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psyche (n.)

1640s, "animating spirit," from Latin psyche, from Greek psykhē "the soul, mind, spirit; life, one's life, the invisible animating principle or entity which occupies and directs the physical body; understanding, the mind (as the seat of thought), faculty of reason" (personified as Psykhē, the beloved of Eros), also "ghost, spirit of a dead person;" probably akin to psykhein "to blow, cool," from PIE root *bhes- "to blow, to breathe" (source also of Sanskrit bhas-), "Probably imitative" [Watkins].

Also in ancient Greek, "departed soul, spirit, ghost," and often represented symbolically as a butterfly or moth. The word had extensive sense development in Platonic philosophy and Jewish-influenced theological writing of St. Paul (compare spirit (n.)). Meaning "human soul" is from 1650s. In English, psychological sense "mind," is attested by 1910.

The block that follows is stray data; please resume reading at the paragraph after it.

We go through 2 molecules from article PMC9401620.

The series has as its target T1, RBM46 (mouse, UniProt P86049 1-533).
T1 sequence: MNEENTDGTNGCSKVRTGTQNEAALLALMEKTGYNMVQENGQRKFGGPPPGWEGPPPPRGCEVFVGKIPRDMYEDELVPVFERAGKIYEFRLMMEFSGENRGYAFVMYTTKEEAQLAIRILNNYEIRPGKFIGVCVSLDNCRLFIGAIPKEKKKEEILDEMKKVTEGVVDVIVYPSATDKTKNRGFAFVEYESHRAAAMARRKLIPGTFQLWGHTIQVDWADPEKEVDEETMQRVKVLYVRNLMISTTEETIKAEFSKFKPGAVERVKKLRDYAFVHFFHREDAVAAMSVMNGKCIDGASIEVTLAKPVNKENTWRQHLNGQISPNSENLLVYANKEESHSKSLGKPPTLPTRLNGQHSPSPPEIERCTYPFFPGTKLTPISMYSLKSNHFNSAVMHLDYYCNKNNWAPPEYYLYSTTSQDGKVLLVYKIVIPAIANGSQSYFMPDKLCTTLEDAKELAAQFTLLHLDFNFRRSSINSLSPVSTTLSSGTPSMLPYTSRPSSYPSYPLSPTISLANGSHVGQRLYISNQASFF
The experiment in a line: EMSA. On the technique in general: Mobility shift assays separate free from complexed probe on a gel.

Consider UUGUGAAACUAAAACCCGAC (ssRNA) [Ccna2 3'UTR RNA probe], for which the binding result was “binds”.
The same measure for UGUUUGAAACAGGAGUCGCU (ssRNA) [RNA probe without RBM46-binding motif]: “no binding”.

In the Jewish-Alexandrine Pauline, and Neo-Platonist psychology, the psyche is in general treated as the animating principle in close relation to the body, whereas the pneuma (as representing the divine breath breathed into man), the nous, and the Logos (q.v.) stand for higher entities. They are the more universal, the more divine, the ethically purer. By this more explicit separation of the intellectual and ethical activities from the physiological the conception of the mental or psychical (in the modern sense) was at length reached. ["Dictionary of Philosophy and Psychology," J.M. Baldwin, ed., London, 1902]

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